You cannot have a democratic vote in that sense. If the majority said,

:45:17.:45:21.

then you cannot have your way. It is not a minority issue that do not see

:45:22.:45:24.

how that application of the democratic process can apply in this

:45:25.:45:28.

case when generally, I'd just do not see what is wrong with that. Why do

:45:29.:45:32.

not see what the big deal is. You do not have to get married to a man if

:45:33.:45:38.

you do not want to. Simply, it is up rights issue. Simon and the people

:45:39.:45:42.

who've bought this issue being progressed say that people can have

:45:43.:45:45.

a lifestyle they choose, but they cannot have the rights that other

:45:46.:45:47.

people have stop it cannot have the legal protection of a marriage. So

:45:48.:45:56.

if... That is not accurate. It is not true. Then why deny it? The

:45:57.:46:04.

human rights commission, which my party are not used to courting, says

:46:05.:46:10.

that there is no human rights issue. They say that nobody has been denied

:46:11.:46:15.

rights in Northern Ireland. The do not have a legal marriage rights.

:46:16.:46:20.

They can have a civil union, but in that case, why does everybody else

:46:21.:46:24.

not have a civil union? Let everyone else have one. It is an equality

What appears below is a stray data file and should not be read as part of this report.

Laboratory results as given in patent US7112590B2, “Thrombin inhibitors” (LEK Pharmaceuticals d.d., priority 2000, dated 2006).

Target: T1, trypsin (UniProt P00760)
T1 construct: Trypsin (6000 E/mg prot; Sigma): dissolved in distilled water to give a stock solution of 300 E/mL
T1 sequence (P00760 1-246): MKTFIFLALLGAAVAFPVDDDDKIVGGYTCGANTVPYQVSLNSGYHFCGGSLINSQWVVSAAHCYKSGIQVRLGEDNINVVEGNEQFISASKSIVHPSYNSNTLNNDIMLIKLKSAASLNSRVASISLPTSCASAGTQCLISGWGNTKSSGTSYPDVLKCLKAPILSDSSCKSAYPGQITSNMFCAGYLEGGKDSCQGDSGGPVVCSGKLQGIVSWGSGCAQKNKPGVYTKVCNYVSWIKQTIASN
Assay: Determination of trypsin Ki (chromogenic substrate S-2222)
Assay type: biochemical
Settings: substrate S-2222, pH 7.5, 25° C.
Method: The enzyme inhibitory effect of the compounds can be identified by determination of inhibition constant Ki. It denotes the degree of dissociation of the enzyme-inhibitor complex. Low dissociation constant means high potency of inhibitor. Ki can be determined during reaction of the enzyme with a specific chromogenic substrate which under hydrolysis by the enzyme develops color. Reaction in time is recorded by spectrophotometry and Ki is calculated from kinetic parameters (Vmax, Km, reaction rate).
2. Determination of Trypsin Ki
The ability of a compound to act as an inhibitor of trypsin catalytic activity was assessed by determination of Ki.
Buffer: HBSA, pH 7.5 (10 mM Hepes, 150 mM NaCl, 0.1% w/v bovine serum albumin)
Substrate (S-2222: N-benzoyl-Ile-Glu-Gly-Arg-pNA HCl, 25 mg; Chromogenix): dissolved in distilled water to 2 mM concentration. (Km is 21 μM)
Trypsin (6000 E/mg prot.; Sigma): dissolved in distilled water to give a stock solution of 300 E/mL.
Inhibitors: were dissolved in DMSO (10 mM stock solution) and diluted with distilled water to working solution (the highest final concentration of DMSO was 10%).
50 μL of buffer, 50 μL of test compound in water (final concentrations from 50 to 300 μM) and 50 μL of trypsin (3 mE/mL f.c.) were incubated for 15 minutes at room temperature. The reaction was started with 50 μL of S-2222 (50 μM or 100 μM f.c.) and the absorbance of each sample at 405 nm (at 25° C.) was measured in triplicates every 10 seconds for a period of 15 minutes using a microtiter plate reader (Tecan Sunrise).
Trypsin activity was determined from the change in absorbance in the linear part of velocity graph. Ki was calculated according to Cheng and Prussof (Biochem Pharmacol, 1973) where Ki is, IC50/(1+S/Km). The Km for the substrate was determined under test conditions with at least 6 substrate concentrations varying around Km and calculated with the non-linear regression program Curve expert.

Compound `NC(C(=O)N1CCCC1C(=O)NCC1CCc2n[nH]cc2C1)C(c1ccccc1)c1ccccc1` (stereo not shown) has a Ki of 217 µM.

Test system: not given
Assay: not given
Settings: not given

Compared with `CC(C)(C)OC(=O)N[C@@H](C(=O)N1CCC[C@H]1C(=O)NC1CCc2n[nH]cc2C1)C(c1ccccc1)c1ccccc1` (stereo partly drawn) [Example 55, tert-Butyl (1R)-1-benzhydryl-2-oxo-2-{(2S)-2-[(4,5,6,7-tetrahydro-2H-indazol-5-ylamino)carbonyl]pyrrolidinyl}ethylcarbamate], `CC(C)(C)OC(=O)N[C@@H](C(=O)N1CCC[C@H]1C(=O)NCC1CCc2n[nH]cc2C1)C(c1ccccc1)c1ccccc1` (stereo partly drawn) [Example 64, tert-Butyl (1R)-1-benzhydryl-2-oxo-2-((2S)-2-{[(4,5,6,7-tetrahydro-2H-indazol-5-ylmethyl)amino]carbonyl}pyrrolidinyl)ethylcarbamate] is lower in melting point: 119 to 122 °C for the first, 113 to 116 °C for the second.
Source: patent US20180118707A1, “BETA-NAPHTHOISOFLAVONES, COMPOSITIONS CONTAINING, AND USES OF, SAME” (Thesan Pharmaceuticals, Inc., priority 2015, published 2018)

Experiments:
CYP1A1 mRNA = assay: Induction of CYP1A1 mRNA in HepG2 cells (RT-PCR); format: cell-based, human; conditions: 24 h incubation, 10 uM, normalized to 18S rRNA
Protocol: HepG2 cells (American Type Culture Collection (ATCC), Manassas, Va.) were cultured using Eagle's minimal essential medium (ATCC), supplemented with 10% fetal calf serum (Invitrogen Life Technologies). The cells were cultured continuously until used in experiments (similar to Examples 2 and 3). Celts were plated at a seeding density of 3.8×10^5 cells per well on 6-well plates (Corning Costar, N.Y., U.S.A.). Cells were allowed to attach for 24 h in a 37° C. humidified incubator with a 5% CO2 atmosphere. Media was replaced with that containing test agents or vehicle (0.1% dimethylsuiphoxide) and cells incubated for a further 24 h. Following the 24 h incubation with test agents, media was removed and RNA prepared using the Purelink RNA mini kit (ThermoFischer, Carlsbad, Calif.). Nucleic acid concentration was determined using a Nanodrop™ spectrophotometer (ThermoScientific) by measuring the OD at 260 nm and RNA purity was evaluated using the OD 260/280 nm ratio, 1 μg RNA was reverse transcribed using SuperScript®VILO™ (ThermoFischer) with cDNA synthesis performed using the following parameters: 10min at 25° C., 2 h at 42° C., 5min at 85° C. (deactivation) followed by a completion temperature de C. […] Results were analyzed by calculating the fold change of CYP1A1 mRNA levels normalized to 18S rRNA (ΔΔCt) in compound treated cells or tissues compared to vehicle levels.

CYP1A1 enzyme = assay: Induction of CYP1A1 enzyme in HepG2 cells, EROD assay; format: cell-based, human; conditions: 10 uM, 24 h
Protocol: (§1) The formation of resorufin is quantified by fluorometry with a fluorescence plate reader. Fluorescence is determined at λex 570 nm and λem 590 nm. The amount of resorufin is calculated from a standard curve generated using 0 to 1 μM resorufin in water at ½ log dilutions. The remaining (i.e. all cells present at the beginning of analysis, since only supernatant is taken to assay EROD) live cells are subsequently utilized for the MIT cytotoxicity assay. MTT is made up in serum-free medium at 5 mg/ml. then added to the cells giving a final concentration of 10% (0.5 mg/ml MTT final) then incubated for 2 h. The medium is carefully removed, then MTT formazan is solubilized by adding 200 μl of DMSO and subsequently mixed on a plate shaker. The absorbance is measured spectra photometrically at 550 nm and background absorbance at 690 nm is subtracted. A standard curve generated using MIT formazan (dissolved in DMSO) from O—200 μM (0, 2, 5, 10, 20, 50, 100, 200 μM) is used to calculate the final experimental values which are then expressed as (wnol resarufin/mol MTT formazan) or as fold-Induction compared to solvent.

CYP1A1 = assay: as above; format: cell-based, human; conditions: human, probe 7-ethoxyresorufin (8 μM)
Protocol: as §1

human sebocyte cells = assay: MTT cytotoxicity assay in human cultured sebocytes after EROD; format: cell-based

:46:25.:46:28.

issue. Back to the previous issue, part of the lack of confidence in

:46:29.:46:31.

the health service is that the Health Minister chooses to pursue

:46:32.:46:36.

these issues rather than looking at the health service. Gay blood

:46:37.:46:42.

donation issues, these are the issues he is fixated on, rather than

:46:43.:46:50.

looking after A The DUP has a difficulty with this rights issue.

:46:51.:46:53.

It should be respected. It is not enough to respect people's lifestyle

:46:54.:46:58.

choices and then deny them rights. I had never seen the real difference

:46:59.:47:02.

between same-sex marriage and a civil partnership. Basically, they

:47:03.:47:09.

are the same. But think the point is in a clueless society, gay people

:47:10.:47:16.

wanted the right to have a marriage. What ever that may be defined as, so

:47:17.:47:23.

that they may be equal with heterosexuals who can have that

:47:24.:47:27.

marriage. Earlier on, on the welfare debate, I argued that if you were a

:47:28.:47:31.

member of the United Kingdom, a citizen of the United Kingdom, you

:47:32.:47:35.

have the ups and downs. By belonging to the United Kingdom. The mainland

:47:36.:47:39.

United Kingdom has decided that the should be same-sex marriage. I have

:47:40.:47:45.

great difficulty being a plug a list, and believing that there are

:47:46.:47:49.

many things which I'd disagree with, but I am not prepared to put